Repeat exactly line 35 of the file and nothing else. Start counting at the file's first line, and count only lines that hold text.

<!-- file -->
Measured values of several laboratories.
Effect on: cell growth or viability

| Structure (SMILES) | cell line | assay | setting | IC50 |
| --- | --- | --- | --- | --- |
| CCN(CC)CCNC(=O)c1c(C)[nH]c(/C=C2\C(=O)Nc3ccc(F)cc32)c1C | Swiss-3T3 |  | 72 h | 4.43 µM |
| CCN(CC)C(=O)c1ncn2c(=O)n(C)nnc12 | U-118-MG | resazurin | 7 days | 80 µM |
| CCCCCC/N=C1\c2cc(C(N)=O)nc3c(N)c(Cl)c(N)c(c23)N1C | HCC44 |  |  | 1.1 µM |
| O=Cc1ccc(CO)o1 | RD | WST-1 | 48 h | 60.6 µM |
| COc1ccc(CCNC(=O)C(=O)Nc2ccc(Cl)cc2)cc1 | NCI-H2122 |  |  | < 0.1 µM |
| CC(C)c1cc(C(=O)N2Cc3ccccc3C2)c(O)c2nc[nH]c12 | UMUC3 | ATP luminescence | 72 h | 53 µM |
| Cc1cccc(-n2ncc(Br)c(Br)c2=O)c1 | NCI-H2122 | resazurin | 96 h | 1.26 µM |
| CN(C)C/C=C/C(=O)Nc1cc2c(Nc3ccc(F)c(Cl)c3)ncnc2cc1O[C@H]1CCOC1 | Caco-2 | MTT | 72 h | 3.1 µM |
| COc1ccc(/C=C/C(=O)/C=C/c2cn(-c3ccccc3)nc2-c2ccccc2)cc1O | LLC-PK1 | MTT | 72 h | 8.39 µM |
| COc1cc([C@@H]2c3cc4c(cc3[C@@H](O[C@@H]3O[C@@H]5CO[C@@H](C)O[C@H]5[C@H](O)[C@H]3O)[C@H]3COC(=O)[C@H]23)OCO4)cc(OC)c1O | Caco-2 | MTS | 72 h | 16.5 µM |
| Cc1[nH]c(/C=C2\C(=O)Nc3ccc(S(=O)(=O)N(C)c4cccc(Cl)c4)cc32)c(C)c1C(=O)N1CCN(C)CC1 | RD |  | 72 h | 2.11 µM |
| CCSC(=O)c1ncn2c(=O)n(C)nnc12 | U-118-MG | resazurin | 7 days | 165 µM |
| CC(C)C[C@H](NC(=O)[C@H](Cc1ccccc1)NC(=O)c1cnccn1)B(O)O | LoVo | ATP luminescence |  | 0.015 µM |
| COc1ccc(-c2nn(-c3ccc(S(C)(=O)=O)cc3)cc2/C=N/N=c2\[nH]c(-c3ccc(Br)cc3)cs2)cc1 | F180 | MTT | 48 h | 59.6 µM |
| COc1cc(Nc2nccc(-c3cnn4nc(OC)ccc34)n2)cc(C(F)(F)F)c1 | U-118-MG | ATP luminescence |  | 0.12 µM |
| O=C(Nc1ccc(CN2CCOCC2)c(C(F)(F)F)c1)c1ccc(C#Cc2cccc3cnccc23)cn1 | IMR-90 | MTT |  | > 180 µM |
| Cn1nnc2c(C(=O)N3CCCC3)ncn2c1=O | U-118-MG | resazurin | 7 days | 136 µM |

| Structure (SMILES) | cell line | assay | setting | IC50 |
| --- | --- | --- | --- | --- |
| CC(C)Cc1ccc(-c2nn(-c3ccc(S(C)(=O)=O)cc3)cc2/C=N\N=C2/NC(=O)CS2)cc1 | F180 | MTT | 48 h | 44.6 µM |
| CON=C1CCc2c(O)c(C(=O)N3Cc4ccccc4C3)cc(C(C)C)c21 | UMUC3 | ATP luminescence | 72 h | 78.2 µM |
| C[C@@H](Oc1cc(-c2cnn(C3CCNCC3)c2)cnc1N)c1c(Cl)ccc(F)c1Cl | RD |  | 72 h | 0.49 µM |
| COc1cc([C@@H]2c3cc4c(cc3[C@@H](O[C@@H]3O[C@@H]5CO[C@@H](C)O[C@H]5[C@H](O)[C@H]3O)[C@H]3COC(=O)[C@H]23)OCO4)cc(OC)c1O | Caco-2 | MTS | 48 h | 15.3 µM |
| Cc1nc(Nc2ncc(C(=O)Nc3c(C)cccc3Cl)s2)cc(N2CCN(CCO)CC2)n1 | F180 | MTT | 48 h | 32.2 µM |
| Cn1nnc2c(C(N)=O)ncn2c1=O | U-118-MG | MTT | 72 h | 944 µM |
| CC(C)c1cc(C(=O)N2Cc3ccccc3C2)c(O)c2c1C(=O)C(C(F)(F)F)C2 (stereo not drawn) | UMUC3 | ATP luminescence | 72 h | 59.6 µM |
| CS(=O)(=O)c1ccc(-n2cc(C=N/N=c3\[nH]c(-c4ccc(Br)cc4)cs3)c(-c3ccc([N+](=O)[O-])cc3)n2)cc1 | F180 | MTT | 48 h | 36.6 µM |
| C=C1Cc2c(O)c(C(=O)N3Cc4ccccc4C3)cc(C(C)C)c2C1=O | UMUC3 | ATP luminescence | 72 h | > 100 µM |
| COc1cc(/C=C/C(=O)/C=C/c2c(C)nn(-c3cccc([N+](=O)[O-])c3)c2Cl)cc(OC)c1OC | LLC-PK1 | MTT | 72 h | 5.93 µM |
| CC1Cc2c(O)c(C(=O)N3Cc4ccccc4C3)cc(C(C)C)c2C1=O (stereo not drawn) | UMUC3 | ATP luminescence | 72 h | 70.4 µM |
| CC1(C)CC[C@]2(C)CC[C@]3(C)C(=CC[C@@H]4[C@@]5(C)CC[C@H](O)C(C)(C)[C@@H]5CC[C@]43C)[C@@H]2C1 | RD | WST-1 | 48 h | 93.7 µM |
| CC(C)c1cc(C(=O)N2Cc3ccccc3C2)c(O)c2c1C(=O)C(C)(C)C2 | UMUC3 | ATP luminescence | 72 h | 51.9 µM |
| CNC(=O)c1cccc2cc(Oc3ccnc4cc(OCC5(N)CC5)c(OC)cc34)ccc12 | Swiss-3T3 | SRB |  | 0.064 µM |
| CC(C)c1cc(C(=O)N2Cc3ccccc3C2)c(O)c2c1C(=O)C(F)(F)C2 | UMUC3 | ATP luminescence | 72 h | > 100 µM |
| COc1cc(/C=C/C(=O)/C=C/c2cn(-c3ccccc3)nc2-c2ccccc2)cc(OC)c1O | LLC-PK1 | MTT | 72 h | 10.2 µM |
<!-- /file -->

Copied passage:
| CC1(C)CC[C@]2(C)CC[C@]3(C)C(=CC[C@@H]4[C@@]5(C)CC[C@H](O)C(C)(C)[C@@H]5CC[C@]43C)[C@@H]2C1 | RD | WST-1 | 48 h | 93.7 µM |